President Wilson and the Treaty of Versailles

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  • Topic: World War I, Woodrow Wilson, Treaty of Versailles
  • Pages : 5 (1521 words )
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  • Published : March 5, 2002
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President Wilson's righteous views of his efforts were so strong that not even the advice and urging of his closest confidants could sway his stance. While it is true that opposition forces helped to defeat the treaty, it was ultimately Wilson's stubbornness that led to its defeat in the Senate.

There were many factors that led to the initial outbreak of World War I in Europe. A constant struggle to gain the upper hand in the "balance of power" existed, and it resulted in the formation of many alliances between European nations. For the most part, these agreements stipulated that the nations would aid one another if one of them were to be attacked by an enemy. Eventually two distinct sides formed: the Allies and the Central Powers. The former consisted of Britain, France, Italy, and Japan, while the latter was made up of Germany, the Austro-Hungarian Empire, and what was left of the Ottoman Empire.

Nationalism was an important factor in the outbreak of war as well. The French desperately wanted revenge against Germany, as well as the return of the Alsace-Lorraine region which Germany had seized from them. The Germans had their own nationalism at work, as their government took great pride in the industrial growth of the country, as well as the mounting power of their military.

Conflict for power existed not only in Europe, but because of imperialism it spread across much of the Eastern Hemisphere. First and foremost, economic rivalries had developed between Britain, Germany, and France. The two Allied members of the group were very concerned about their Central opponent, as both wished to contain Germany's territorial claims on the resource- and labor-rich continent of Africa.

But what would ultimately lead to the outbreak of the first world war was Germany's ever-increasing belief in militarism. The German military power had continued to grow as their industrial sector did the same; such power was seen as a symbol of national pride by the government. Other nations had built up their arms stockpiles as well, though they did not glorify it nearly as much as the Germans did. Nevertheless, the availability of arms, when combined with other political and economic factors, meant that a full-scale conflict was all but unavoidable.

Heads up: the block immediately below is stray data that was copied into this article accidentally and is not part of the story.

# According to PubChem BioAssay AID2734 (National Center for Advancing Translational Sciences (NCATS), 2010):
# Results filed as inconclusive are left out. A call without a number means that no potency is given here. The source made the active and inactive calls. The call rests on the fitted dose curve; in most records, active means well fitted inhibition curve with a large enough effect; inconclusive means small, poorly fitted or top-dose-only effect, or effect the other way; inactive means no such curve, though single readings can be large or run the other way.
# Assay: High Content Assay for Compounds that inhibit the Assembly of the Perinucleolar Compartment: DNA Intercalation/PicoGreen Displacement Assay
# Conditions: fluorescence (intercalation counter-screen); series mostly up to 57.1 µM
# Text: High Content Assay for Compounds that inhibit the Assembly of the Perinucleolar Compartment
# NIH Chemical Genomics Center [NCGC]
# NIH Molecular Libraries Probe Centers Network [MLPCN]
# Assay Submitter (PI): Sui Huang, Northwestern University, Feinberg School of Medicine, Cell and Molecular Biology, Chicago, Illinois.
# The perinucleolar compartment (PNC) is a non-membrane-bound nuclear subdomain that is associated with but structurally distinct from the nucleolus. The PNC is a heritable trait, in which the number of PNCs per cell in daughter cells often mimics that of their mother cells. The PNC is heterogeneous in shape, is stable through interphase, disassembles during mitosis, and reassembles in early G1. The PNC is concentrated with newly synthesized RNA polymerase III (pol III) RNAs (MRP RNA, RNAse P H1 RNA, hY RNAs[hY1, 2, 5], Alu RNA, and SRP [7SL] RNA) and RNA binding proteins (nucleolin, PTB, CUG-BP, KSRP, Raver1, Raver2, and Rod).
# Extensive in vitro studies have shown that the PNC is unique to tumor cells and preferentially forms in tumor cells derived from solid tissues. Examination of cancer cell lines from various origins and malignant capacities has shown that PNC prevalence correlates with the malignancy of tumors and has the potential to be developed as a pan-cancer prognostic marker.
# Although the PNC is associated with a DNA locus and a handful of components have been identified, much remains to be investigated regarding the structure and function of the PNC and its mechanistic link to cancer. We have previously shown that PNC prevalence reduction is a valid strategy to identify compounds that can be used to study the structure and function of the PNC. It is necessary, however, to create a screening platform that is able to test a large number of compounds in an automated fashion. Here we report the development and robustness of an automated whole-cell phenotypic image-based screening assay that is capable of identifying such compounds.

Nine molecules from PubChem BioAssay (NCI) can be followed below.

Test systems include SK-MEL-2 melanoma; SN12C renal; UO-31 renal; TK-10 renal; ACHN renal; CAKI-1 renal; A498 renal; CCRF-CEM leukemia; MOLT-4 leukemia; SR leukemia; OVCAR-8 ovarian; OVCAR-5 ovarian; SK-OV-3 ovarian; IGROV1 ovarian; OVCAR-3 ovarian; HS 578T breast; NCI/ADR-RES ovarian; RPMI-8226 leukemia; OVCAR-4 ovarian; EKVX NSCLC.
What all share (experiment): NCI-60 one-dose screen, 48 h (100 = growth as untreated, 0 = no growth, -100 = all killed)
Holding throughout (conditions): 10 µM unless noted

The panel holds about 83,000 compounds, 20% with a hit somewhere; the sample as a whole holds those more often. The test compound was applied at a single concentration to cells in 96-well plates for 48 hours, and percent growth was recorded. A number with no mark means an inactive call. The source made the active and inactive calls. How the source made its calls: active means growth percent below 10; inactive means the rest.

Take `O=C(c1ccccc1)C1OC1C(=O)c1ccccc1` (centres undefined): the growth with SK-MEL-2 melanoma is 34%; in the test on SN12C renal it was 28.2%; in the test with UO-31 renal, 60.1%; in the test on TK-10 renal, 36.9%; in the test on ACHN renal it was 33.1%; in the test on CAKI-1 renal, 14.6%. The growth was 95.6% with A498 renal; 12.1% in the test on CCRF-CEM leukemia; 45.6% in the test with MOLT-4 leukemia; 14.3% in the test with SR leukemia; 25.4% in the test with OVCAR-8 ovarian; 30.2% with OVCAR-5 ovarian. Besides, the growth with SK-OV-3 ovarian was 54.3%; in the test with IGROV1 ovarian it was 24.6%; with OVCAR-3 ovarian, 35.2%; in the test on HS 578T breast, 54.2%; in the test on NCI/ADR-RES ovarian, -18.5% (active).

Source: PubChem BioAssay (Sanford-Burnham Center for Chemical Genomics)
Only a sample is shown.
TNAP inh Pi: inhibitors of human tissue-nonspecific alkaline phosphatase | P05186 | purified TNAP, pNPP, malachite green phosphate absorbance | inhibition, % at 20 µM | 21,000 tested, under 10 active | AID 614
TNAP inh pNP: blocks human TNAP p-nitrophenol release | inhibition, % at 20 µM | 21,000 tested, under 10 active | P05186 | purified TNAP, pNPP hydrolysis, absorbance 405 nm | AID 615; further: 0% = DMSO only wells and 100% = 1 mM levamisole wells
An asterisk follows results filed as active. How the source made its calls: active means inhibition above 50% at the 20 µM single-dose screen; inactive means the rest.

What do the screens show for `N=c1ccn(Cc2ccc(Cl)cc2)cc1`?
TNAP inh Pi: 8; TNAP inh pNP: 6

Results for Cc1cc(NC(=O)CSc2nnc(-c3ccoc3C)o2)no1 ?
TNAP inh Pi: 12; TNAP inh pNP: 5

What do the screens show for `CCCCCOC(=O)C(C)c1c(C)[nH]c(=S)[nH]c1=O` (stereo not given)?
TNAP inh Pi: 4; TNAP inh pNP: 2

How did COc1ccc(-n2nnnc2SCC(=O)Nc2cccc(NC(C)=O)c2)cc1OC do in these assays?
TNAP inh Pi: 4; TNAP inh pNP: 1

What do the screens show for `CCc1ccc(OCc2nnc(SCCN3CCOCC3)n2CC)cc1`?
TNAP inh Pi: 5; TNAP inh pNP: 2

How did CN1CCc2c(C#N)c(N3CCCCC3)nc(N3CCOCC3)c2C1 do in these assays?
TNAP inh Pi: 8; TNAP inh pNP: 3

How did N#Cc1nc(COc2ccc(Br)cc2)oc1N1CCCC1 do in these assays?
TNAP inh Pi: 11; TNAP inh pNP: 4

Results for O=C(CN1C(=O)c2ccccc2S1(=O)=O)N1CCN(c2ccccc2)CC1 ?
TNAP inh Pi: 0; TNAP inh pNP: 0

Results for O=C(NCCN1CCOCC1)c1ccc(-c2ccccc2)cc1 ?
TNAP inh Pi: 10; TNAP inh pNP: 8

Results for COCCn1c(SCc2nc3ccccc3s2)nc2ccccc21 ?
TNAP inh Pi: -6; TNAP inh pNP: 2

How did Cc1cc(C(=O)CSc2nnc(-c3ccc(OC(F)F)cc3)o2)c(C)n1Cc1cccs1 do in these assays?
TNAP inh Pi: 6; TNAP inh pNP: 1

Billions upon billions of dollars worth of resources were poured into manpower and resources in World War I, yet after millions of lives were being lost to gruesome trench warfare, little was being gained by either side; for all their toils, the Allies and Central Powers were at a stalemate. The United States, tied to British trade, and supporters of their system of democracy, broke their official neutrality policy that dated back to the days of George Washington and joined the Allied powers. U.S. support would prove to be enough of a boost to strike down the Central Powers' attack, and it also signaled America's entrance into the peace negotiations that followed.

During a speech to Congress while the war was still going on, President Woodrow Wilson introduced his "Fourteen Points," which called for a new Europe and a peaceful world. Ideas expressed in the speech included a policy of open diplomacy with no secret treaties, freedom of the seas, removal of tariffs, arms reduction, fair colonial policies, as well as several boundary changes in Europe. But most important of all was point fourteen. This item called for "a general association of nations for the purpose of affording mutual guarantees of political independence and territorial integrity to great and small states alike." This association, which would come to be known as the League of Nations, was conceived by the idealistic Wilson to keep the peace after the war and to promote open diplomacy between countries of varying types of size and power. In order to maintain peace the league was to be given the authority to impose economic sanctions against offending states, and it additionally called for its member...
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